March 06, 2016

India: An excerpt from historian Audrey Truschke’s book Culture of Encounters: Sanskrit at the Mughal Court

The Hindu,

The Mughals and Sanskrit scholars

Culture of Encounters: Sanskrit at the Mughal Court; Audrey Truschke, Penguin Books India, Rs. 525
Culture of Encounters: Sanskrit at the Mughal Court; Audrey Truschke, Penguin Books India, Rs. 525

An excerpt from eminent historian Audrey Truschke’s latest book Culture of Encounters: Sanskrit at the Mughal Court, which releases next week

Scholars have often ignored the many roles of Sanskrit intellectuals and texts in Mughal imperial life, particularly the political dimensions of these connections. In large part, this oversight is due to the persistent misreading of Persian court chronicles. With few exceptions, the Mughals penned their histories in Persian. These works provide a valuable means of accessing much of the past, but they are carefully crafted political narratives that represent the Mughal imperium and courtly activities in highly selective ways. Following Indo-Persian precedents, Mughal histories only selectively recognize the presence of languages and cultures at the royal court beyond the Indo-Persian realm. They also project an idealized image of strong, unwavering imperial authority that deliberately elides the consistently evolving and threatened quality of Mughal power. In short, court chronicles must be read as limited, politically charged documents. Such works are tremendous resources for parsing the Mughal imperial image, and I rely heavily on Persianate histories here. However, they are best paired with materials from other traditions in order to produce a more historically accurate picture of the multifaceted nature of Mughal court culture and political power.
Several scholars have recently drawn attention to the many ways in which Mughal power operated that cannot be gleaned from official histories. For example, Azfar Moin has emphasized the importance of embodied kingship for the Mughals as expressed through performance and invocations of popular traditions. Munis Faruqui has underscored the role of princely networks and competition in ensuring a vibrant dynasty. Allison Busch has highlighted Hindi poets and literature in reconstructing the multicultural environment of the Mughal imperium. These scholars have put to rest the old notion that written Indo-Persian histories alone tell us what was really important in premodern and early modern South Asia. Nonetheless, scholars have been slow to look to Sanskrit texts in order to recover Mughal history, partially because few Mughal historians know Sanskrit and also because modern Indian language politics dictate the irrelevance of Sanskrit for understanding a Persianate empire.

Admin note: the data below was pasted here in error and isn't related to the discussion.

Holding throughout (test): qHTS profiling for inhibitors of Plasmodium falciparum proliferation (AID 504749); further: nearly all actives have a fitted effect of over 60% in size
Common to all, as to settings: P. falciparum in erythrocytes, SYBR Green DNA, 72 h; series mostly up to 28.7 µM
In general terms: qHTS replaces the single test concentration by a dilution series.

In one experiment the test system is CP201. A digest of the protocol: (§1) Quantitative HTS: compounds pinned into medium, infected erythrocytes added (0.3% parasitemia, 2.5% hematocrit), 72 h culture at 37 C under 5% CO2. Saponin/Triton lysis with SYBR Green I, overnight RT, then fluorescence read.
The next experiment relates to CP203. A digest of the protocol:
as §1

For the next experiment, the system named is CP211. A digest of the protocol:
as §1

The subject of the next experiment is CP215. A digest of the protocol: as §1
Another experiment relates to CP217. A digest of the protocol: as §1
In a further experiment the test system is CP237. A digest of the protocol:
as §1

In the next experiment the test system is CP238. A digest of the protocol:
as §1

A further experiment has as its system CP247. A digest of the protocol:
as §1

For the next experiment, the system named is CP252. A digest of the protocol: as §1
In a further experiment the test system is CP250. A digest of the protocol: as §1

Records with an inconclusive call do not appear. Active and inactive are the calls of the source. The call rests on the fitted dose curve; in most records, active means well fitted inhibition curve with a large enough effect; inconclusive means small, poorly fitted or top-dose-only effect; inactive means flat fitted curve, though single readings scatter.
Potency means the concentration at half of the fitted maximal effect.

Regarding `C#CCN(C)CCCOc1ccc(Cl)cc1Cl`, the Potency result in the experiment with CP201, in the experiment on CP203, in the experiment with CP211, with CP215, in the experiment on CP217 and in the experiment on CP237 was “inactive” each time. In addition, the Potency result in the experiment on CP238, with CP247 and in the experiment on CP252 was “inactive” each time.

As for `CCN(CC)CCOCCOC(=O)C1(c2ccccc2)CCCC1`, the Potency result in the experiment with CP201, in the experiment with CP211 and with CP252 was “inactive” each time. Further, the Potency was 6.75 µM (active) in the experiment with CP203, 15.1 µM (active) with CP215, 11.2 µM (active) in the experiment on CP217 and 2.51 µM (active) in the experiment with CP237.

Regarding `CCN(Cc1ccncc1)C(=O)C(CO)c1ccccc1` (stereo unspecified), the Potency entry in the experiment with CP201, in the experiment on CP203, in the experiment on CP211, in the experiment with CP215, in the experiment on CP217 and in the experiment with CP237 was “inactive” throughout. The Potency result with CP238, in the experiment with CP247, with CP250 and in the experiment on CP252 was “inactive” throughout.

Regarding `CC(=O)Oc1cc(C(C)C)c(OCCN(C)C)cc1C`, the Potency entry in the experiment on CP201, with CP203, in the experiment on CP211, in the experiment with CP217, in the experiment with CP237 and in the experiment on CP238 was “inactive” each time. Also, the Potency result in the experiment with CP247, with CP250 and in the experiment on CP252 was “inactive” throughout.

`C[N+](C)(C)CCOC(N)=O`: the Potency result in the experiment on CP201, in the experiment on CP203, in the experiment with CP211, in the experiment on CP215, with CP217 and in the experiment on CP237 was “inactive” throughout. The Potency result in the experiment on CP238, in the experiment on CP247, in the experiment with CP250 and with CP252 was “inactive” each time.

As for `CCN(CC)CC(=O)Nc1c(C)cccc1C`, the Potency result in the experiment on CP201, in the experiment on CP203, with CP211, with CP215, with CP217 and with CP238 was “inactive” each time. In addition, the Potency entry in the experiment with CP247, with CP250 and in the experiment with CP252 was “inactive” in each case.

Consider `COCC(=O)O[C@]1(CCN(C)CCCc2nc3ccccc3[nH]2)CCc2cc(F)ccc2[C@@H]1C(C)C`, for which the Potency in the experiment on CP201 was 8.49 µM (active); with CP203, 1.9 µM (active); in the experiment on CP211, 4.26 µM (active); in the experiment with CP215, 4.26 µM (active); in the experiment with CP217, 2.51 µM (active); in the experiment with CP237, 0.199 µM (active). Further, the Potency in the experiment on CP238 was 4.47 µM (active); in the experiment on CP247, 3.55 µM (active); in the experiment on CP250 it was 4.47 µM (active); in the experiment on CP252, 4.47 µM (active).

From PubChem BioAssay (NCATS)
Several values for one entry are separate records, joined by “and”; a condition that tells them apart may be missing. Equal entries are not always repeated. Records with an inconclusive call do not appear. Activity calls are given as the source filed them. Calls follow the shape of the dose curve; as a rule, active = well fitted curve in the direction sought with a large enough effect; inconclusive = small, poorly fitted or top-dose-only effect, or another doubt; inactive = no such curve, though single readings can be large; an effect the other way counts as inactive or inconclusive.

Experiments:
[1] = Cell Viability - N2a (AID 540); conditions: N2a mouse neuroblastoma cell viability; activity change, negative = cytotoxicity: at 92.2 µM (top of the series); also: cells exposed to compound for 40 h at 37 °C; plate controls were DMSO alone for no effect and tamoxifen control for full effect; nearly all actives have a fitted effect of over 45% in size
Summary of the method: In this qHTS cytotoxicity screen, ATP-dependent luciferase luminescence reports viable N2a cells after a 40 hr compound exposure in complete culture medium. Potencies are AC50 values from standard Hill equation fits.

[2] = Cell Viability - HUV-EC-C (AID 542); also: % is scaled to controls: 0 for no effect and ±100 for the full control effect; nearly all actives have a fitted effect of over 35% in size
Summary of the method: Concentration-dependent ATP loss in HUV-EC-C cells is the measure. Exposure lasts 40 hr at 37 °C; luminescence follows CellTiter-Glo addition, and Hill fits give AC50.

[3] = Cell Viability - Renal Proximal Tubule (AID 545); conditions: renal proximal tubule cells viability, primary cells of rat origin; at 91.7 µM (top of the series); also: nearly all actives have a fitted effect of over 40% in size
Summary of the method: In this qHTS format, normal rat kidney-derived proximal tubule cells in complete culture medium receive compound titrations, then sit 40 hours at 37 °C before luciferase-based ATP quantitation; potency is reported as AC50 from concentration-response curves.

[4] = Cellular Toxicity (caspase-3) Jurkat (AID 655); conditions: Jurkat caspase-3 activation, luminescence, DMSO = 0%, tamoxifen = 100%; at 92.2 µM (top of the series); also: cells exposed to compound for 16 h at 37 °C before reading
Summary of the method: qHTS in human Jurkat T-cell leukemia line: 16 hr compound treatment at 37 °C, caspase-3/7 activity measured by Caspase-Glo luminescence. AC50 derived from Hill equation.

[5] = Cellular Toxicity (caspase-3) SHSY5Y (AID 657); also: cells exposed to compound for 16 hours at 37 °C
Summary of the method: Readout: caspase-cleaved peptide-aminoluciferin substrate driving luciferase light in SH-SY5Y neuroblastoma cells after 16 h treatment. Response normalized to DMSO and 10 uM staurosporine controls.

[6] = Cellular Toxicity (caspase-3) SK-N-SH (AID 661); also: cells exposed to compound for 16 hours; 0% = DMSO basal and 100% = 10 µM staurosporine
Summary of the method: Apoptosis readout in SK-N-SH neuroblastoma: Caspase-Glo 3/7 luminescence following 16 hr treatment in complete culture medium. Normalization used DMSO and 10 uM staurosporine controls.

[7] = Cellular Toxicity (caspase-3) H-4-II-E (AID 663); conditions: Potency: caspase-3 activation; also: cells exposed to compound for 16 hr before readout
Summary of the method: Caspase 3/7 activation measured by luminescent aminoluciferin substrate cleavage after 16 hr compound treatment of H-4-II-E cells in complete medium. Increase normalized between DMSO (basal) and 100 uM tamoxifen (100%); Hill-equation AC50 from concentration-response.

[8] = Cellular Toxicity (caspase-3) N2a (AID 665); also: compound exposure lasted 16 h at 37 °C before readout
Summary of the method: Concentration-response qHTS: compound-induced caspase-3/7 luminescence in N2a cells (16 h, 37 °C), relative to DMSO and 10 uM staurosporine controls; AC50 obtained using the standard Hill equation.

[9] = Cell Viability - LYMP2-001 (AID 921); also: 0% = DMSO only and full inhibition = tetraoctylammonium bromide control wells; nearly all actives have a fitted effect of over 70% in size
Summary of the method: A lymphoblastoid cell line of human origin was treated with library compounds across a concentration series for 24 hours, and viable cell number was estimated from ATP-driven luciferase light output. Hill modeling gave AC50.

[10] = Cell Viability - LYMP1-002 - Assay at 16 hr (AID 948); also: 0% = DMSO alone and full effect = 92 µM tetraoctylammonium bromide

Sanskrit texts present a nearly entirely neglected archive for understanding the venues and perceptions of Mughal imperial authority. In this book I draw on Sanskrit histories of the Mughals, Sanskrit praise poems for the ruling elite, and a wide range of Sanskrit poetry and intellectual treatises. These works offer a myriad of insights, but no single work or genre of materials discusses the full spectrum of cross-cultural exchanges that took place under Mughal auspices. Accordingly, I also regularly draw on Persian courtly and noncourtly sources and, to a lesser extent, on Hindi and Gujarati texts. In this sense, my work exposes the flaws in monolingual analyses of early modern India when contacts between cultures were more often pivotal rather than peripheral. The precise political claims that the Mughals pursued through involvement with the Sanskrit realm are best understood by examining specific exchanges and texts, but a few aspects of this intersection of power and empire are helpful to elaborate. First and foremost, Mughal engagements with Sanskrit were directed primarily toward a narrow band of ruling elites who were considered the true makers of empire. Individual texts repeatedly address a limited audience that was sometimes restricted to the Mughal emperor and other times included high-ranking members of the imperial administration. The Mughals rarely conducted cross-cultural exercises with an eye toward Jain or Brahmanical leaders and even more infrequently for the sake of the Indian population at large. Legitimation theory fails to capture this dynamic of Mughal imperial culture because it anachronistically assumes that the relationship between the government and the people was of paramount importance. A legitimation framework posits that the Mughals incorporated Sanskrit literati into court life, became involved with the Sanskrit social sphere, and commissioned translations in order to justify their right to rule. However, I have uncovered little evidence that the Mughals, either intentionally or incidentally, won over any Indian communities through their interest in Sanskrit. This is not to say that the Mughals were uninterested in gaining the trust and loyalty of those they governed. On the contrary, Munis Faruqui has recently shown the careful and painstaking work that such attempts at integration generally entailed. However, what Sanskrit offered the Mughals was a particularly potent way to imagine power and conceptualize themselves as righteous rulers.